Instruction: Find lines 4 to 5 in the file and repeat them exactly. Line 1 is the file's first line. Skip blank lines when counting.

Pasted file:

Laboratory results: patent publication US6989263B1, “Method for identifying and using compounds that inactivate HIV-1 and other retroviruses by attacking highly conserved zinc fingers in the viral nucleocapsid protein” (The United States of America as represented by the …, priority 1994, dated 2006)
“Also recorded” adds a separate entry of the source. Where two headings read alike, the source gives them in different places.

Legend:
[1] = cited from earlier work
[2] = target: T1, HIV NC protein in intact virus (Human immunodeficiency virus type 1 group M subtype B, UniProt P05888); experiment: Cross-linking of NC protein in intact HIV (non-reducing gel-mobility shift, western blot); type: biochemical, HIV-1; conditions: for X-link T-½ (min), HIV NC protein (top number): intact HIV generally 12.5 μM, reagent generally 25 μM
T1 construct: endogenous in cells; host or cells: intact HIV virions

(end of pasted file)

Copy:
[1] = cited from earlier work
[2] = target: T1, HIV NC protein in intact virus (Human immunodeficiency virus type 1 group M subtype B, UniProt P05888); experiment: Cross-linking of NC protein in intact HIV (non-reducing gel-mobility shift, western blot); type: biochemical, HIV-1; conditions: for X-link T-½ (min), HIV NC protein (top number): intact HIV generally 12.5 μM, reagent generally 25 μM